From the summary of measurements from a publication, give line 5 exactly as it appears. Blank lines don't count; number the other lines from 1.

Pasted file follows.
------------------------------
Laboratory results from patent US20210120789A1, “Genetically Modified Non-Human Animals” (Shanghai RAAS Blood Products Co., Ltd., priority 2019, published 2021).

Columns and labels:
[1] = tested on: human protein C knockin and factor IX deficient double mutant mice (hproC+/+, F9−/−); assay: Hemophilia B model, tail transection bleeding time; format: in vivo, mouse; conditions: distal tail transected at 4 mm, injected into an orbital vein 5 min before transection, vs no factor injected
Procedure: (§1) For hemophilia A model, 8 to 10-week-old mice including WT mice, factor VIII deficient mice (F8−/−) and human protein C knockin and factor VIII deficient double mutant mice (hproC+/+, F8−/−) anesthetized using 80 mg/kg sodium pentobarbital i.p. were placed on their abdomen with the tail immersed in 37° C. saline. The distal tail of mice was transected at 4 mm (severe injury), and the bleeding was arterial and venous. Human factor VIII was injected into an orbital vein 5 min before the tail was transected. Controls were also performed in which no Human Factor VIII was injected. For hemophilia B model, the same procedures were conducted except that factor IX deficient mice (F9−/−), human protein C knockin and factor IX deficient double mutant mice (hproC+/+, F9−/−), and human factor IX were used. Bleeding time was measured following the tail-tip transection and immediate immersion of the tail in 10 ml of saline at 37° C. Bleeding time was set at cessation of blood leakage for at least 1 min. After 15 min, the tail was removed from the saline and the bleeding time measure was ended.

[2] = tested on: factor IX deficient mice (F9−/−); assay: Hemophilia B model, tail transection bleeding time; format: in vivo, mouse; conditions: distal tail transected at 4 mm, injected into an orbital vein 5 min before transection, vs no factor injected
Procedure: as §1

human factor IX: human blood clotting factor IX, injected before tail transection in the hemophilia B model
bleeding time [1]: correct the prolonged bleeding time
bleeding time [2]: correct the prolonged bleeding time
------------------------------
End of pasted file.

[2] = tested on: factor IX deficient mice (F9−/−); assay: Hemophilia B model, tail transection bleeding time; format: in vivo, mouse; conditions: distal tail transected at 4 mm, injected into an orbital vein 5 min before transection, vs no factor injected